They started moving the ponies in, and we managed to work our way up to ringside right by the gate to watch the class.  It was massive, like 50 kids, just in our 3-and-under section.  Lots of fancy ponies, fancy hats, and fancy bows on children.  Heidi was the only sidesaddler in that section (there was another young lady aside in the 4&5 year old group, with a lady who also does the sidesaddle division, but it was so crowded we never even got a chance to get a picture of them together!), and looked just perfect going in to the ring.


I wouldn’t normally post pictures of someone else’s kid, but photos have been all over social media, so I think it’s OK in this case. You go in the ring at Devon looking this fancy and being led by the president of the USHJA, your picture is going online. (Total aside, USHJA president complimented me on my fascinator.  My day was made!)

As the huge group lined up, I think the whole crowd was holding it’s breath, because how on earth do you pin that much cute?  (And I say that as Not A Kid Person.)  Heidi ended up 5th out of the massive class!  She got a lovely ribbon (she loves pink, so was very happy), a piece of fudge from me, and a ride on the ferris wheel with her mom and grandfather to celebrate her victory.

Then we headed home, just as the rain seemed to roll back in. Thankfully we were only driving in it, and it wasn’t raining much at home, so I could do a little show prep for myself the next day, for which Holly was letting me borrow her truck.  Let me tell you, hooking up a truck and trailer in a dress will make you feel pretty badass.

It was actually looking like pretty decent weather on Sunday morning, which was good, because I ended up having to quickly bathe Cally, who had looked to have a very good roll the night before.  That put me slightly behind, but I managed to put in dressage braids quicker than I expected, and still rolled out of the barn on time.  I mentally ran through our First Level test in my head multiple times on the way up, since it was our first time doing it at a rated show, and only second time riding it, ever.  It was nice and sunny when we got there, and I was happy to say hello to Barbara, my former dressage coach, as we checked in.  She asked if I was showing aside and wanted to know what time, so she could come watch.  Gulp, better do good!

I loved the big grassy area we had to warm up in, since I could basically do what warms Cally up best, which is a nice long canter.  We headed down a 100 yard stretch of grass a few times each way, and I’m pretty sure Cally didn’t realize we were at a dressage show, and was feeling so happy getting to gallop around outside.  Also, it’s rained for a week and she hasn’t done much at all, so I think was feeling pretty happy just to stretch out her legs!  We chatted with Barbara and her husband for a few moments before we went in, and I was explaining to her a bit how sidesaddle worked, and almost have her convinced to give it a try.  I’m doing my best to be like Holly and somehow suck everyone I know in to trying it LOL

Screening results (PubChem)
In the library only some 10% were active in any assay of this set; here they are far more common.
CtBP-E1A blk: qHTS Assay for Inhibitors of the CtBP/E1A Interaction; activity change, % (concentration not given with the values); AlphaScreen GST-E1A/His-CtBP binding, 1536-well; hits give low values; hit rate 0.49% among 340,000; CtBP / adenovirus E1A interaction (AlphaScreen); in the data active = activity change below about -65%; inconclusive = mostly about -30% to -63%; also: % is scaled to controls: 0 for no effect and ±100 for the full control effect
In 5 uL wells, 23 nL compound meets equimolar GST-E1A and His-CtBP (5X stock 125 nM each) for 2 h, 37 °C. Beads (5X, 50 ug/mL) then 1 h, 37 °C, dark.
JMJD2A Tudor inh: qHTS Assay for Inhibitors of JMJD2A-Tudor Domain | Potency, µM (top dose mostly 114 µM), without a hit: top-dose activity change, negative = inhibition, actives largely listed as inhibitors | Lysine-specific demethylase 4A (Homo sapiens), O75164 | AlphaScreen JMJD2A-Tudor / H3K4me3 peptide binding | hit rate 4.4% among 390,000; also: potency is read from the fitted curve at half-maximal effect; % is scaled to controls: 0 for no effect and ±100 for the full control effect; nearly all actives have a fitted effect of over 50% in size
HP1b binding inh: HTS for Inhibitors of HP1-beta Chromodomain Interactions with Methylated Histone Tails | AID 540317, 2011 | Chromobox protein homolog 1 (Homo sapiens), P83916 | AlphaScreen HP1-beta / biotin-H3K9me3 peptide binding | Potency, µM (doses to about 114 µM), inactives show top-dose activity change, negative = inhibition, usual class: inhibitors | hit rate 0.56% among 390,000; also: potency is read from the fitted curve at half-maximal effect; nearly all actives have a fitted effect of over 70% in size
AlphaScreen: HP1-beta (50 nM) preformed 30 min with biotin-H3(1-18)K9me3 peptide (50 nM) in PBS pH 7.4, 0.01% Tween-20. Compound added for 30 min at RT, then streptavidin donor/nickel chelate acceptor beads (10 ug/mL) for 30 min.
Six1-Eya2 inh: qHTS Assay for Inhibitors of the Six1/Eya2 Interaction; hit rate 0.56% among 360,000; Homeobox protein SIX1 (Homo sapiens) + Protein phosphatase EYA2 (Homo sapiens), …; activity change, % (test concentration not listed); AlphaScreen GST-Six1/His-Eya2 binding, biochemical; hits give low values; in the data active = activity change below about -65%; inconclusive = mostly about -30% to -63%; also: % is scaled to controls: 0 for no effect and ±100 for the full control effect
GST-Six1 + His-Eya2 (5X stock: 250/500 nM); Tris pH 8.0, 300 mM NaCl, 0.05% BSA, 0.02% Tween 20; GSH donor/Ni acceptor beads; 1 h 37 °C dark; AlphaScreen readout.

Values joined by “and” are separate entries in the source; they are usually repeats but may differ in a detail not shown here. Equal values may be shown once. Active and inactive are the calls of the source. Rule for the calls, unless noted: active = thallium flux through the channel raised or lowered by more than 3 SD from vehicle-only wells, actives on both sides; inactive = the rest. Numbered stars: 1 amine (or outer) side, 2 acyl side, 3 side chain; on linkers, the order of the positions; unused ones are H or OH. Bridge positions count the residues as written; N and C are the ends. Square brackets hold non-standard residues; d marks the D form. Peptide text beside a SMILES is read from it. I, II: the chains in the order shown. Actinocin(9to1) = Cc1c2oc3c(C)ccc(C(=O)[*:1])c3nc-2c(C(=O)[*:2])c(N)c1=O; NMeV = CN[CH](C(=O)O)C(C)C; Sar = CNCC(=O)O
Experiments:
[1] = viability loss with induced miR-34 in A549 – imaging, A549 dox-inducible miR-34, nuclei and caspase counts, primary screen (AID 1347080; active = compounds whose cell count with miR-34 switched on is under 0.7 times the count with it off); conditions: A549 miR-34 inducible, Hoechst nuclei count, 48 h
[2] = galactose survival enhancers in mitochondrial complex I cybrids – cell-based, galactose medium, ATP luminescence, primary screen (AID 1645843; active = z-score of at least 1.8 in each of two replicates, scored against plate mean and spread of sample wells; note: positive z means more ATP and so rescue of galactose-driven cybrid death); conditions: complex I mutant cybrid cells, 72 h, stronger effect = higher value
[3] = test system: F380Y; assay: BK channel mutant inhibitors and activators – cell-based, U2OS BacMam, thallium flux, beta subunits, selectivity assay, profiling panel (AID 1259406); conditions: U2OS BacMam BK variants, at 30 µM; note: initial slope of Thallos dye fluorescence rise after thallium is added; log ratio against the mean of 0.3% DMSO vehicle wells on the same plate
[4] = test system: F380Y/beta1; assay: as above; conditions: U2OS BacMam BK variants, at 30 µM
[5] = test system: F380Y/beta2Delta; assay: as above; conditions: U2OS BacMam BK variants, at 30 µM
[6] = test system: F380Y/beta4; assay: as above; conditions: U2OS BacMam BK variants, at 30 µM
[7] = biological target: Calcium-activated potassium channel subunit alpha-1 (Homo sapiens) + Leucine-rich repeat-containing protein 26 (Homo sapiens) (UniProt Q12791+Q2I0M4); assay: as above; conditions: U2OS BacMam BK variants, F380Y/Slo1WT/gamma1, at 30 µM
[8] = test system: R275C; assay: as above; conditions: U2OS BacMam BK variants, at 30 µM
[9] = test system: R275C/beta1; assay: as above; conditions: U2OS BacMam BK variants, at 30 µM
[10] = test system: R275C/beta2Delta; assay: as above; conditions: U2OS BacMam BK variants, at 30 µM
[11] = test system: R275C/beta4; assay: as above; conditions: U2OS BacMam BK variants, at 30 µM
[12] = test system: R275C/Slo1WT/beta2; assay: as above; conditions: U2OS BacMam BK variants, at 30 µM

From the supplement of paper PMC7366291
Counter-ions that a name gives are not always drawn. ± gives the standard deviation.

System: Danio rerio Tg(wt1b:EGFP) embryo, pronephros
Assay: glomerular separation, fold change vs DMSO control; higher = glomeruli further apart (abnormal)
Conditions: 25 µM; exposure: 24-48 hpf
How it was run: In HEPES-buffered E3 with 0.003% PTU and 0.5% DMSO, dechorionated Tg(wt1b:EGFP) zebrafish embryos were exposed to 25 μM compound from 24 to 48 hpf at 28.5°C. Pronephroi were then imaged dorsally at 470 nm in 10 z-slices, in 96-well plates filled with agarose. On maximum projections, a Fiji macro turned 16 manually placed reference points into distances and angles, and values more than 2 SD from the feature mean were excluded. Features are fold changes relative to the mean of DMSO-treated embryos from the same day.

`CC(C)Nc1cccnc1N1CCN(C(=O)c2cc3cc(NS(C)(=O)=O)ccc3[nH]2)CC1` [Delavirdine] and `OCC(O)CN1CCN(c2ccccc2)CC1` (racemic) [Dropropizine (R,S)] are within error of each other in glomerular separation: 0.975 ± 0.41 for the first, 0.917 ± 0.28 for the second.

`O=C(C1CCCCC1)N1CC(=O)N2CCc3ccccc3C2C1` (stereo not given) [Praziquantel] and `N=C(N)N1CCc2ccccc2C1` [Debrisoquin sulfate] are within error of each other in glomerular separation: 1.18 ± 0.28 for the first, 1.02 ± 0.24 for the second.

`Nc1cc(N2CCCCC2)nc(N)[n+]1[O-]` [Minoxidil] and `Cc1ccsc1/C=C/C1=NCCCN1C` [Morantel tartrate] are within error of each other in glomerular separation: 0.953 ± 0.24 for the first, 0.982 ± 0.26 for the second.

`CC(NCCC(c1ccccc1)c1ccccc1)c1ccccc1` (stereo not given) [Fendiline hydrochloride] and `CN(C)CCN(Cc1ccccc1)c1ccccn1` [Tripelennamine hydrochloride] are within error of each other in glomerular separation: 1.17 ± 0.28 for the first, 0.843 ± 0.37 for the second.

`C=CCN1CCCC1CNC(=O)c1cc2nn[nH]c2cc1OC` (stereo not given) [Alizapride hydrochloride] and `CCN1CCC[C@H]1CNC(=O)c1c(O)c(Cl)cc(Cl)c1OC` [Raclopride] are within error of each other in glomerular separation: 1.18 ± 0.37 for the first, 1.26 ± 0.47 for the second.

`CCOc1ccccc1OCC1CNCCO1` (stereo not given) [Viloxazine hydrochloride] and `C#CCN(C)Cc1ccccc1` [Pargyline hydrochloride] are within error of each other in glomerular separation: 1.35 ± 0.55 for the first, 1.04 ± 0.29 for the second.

Then we went in for our First Level recognized debut.  I felt like we started off a little under-tempo, and we had a few bobbles, like the usual non-stretchy-stretchy-circle, and  I made our second 15M canter circle too big.  But overall, I was quite happy;  I remembered the test, we had a nice, non-distracted freewalk, and the lengthenings in the trot and canter had both felt great.  Even Barbara complimented our lenghtenings, and how good Cally looked in general.  So I felt quite happy with our test, and was thinking we might even do better than we’d done the other week at Schooley Mill, since that had been a judge I know to be tough.

On the way back to my trailer, I was stopped by two ladies, one of whom said she’d ridden to her Silver aside, complimented my love saddle (I heart my Mayhew!), and we chatted a few minutes before I headed over and untacked.  Then I handgrazed Cally for a while, until a big horsefly started to drive her batty.  At that point, I put her fly sheet on, loaded her back on the trailer with a fresh haynet, and went in to see if scores were up, and grab lunch for me.